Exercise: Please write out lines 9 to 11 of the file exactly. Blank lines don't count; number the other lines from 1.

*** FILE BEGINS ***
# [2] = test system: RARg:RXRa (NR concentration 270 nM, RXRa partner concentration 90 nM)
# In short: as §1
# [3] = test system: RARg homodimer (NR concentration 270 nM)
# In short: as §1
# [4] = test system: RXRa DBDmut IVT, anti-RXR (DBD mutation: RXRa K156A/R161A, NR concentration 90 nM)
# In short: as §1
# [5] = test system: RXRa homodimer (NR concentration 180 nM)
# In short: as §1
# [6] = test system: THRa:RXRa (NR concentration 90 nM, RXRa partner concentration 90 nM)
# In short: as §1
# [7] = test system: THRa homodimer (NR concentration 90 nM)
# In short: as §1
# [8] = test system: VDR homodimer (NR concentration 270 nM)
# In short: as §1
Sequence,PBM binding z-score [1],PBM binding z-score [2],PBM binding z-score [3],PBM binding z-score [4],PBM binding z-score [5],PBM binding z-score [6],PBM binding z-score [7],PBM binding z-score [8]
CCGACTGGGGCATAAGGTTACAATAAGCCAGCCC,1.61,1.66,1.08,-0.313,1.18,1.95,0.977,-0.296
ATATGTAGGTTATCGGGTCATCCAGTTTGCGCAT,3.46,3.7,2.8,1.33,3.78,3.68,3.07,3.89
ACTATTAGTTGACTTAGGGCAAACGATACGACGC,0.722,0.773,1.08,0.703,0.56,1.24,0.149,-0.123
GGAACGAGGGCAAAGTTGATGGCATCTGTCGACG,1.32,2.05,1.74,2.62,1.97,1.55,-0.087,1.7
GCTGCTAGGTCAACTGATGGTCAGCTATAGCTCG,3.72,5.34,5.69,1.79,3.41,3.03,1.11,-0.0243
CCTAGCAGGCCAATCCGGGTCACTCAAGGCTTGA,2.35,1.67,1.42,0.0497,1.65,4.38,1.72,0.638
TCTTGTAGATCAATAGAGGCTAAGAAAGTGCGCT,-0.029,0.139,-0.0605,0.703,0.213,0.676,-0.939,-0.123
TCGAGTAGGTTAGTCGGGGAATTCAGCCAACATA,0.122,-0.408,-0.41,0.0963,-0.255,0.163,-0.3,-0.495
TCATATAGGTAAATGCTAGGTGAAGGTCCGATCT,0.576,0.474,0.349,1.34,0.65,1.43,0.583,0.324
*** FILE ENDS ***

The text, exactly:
# [6] = test system: THRa:RXRa (NR concentration 90 nM, RXRa partner concentration 90 nM)
# In short: as §1
# [7] = test system: THRa homodimer (NR concentration 90 nM)